Background Tumor-infiltrating lymphocytes have been shown to display an antitumor activity in solid tumors including melanoma. Previously the proof of concept was developed that CD8+ T cells isolated by programmed cell death-1 (PD-1) receptor positivity from peripheral blood mononuclear cells (PBMCs), recognized tumor-specific antigens and neoantigens, and thus were reactive to tumors. We evaluated ex vivo efficacy of autologous, tumor-reactive CD8+ T cells isolated by PD-1 positivity from PBMCs of breast cancer and leiomyosarcoma patients.
Methods Fresh tumor tissues were cultured in RPMI supplemented with 20% FBS. PD-1 positive CD8+ T cells were isolated from PBMCs of the patients and expanded with Dynabeads human T-Activator CD3/CD28 in RPMI supplemented with 10% FBS and IL-2. Antitumor activity of PD-1-positive CD8+ T cells was tested by performing cytotoxic T lymphocyte (CTL) assay with the cultured autologous tumor cell targets. Specifically, the CTL assay was carried out by culturing tumor cells in multi-well plates overnight, and then adding the PD-1+CD8+ T cells to the plates. After 2 days, tumor cells were harvested from the wells and stained for CD45, CD8 and Live/Dead (ThermoFisher Scientific) to determine the killing activity of PD-1+CD8+ T cells. The results were compared to ones obtained with PD-1-CD8+ T cells.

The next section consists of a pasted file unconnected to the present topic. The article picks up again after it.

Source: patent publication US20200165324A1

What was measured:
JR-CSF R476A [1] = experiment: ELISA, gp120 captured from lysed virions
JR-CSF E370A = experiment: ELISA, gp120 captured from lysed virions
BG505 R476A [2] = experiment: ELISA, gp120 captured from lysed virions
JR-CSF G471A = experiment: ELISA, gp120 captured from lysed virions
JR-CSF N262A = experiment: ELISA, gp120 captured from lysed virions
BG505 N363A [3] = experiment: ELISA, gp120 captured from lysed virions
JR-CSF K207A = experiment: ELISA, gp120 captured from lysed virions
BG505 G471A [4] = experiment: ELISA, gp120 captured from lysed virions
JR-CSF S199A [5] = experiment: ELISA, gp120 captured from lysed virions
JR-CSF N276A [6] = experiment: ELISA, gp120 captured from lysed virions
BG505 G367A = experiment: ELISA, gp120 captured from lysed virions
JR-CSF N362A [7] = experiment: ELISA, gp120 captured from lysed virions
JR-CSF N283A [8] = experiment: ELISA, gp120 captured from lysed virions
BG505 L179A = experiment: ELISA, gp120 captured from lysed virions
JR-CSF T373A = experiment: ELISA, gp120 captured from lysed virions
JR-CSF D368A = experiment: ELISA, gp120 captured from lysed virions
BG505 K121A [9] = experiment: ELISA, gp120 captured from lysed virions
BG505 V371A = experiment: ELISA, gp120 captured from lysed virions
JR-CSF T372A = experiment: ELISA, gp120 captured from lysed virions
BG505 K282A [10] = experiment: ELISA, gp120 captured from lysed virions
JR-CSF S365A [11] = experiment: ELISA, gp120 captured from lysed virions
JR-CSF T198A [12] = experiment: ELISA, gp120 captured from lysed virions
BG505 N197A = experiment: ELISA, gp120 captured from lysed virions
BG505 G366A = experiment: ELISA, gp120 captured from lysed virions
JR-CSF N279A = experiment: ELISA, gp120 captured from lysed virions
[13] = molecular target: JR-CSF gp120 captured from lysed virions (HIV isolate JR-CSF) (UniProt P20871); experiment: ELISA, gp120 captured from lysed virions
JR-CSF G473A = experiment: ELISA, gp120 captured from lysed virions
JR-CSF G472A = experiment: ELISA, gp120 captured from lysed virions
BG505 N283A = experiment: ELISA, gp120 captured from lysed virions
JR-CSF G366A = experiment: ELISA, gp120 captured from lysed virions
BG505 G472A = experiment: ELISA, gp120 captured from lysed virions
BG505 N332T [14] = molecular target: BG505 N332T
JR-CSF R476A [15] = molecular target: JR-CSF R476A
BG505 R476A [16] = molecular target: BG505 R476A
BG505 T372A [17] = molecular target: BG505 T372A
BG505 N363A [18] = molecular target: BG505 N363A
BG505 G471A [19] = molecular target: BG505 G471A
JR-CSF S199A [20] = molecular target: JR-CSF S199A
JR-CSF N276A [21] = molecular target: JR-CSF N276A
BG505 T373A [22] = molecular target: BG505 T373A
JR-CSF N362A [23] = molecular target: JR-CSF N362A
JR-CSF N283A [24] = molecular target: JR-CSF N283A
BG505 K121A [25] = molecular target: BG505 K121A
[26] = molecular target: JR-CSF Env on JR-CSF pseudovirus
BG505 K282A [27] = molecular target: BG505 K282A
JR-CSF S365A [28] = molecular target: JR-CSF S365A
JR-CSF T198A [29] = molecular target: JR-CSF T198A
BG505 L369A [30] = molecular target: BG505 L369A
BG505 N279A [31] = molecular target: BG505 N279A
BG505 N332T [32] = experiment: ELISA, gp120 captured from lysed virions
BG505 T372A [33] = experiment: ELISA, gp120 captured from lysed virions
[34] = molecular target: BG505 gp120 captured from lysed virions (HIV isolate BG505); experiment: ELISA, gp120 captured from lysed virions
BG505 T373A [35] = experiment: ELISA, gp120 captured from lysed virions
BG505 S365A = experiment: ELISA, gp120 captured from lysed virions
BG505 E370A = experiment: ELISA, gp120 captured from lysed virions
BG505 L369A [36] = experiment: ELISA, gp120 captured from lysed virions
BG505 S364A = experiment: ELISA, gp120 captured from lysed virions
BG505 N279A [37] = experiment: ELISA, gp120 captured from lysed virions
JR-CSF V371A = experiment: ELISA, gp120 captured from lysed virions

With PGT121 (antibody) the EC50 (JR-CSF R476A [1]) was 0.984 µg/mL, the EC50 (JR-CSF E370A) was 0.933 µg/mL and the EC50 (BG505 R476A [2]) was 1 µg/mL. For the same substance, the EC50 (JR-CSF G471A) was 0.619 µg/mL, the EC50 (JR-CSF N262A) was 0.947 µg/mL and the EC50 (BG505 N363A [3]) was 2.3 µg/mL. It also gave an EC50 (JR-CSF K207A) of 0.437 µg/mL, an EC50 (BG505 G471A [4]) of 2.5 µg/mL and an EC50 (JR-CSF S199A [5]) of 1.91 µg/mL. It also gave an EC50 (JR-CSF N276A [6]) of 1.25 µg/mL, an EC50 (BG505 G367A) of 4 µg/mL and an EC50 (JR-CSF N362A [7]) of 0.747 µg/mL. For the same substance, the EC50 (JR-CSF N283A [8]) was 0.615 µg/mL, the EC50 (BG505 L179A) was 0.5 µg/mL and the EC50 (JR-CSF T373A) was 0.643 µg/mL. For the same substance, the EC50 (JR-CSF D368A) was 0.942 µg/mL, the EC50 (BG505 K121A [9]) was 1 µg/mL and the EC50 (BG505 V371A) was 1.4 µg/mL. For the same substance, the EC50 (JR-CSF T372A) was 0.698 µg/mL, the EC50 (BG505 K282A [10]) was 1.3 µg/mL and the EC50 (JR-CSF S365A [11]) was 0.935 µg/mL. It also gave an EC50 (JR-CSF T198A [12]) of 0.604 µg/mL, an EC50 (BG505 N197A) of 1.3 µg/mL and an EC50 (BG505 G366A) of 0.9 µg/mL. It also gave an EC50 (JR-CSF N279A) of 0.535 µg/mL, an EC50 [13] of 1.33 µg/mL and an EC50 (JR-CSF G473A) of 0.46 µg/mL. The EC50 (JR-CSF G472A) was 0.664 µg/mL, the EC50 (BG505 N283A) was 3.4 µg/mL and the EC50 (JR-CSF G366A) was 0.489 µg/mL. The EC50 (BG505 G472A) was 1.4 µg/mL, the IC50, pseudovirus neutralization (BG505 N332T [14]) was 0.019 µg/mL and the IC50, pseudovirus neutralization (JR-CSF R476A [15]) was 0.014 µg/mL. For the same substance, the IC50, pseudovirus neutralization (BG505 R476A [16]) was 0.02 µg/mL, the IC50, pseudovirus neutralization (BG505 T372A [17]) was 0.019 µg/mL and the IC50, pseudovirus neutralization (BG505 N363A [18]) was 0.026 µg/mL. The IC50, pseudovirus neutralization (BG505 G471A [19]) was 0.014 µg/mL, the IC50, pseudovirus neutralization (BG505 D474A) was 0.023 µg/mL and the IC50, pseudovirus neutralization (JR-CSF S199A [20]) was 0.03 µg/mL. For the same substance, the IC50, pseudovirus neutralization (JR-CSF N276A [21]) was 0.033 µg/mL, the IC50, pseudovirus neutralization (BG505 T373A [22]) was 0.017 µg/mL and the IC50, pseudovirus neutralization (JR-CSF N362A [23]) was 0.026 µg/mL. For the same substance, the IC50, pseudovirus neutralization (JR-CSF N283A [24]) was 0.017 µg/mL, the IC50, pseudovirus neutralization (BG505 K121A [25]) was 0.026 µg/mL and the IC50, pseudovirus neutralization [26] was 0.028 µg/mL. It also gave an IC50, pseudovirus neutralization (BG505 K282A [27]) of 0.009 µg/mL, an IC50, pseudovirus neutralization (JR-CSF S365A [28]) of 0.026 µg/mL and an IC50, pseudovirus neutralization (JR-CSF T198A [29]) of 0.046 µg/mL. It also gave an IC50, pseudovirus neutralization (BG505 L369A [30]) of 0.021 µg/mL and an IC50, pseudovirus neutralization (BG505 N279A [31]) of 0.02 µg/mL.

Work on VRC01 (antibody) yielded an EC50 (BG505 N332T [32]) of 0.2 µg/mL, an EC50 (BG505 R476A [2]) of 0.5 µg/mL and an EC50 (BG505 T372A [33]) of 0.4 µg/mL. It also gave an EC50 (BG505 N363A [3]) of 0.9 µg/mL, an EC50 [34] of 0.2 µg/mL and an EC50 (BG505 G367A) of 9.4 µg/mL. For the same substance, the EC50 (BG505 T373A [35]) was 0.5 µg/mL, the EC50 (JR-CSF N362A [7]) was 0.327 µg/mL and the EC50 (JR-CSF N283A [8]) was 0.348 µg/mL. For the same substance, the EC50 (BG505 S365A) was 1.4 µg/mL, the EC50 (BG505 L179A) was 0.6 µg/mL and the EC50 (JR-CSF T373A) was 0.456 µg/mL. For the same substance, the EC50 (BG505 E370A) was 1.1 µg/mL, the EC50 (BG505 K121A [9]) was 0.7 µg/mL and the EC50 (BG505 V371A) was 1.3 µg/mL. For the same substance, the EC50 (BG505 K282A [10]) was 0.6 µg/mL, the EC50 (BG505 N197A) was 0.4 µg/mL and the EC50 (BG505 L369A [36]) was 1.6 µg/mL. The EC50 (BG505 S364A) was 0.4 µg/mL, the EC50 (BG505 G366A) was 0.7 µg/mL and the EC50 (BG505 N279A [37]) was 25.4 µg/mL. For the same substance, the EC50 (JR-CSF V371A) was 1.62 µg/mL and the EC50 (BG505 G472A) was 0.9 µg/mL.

Results We have successfully established ex vivo models for adoptive cell therapy using autologous PD-1+CD8+ T cells from three breast cancer and one leiomyosarcoma patients. Two breast cancer patients were hormone-receptor-positive and one was triple-negative. Stages were IA (n=1) or IIB (n=2). One leiomyosarcoma patient was in stage IV. All tumor and peripheral blood samples were obtained at chemotherapy-naïve status. CTL assays demonstrated that PD-1+CD8+ T cells efficiently killed target cells compared to PD-1-CD8+ T cells in all the breast cancer and leiomyosarcoma models. More and detailed results will be presented and discussed.
Conclusions Autologous PD-1+CD8+ T cells isolated from PBMCs of a few cancer patients displayed efficient antitumor activity in our established ex vivo models for adoptive cell therapy. Our results warrant further clinical development for adoptive T cell therapy in various types of cancers.
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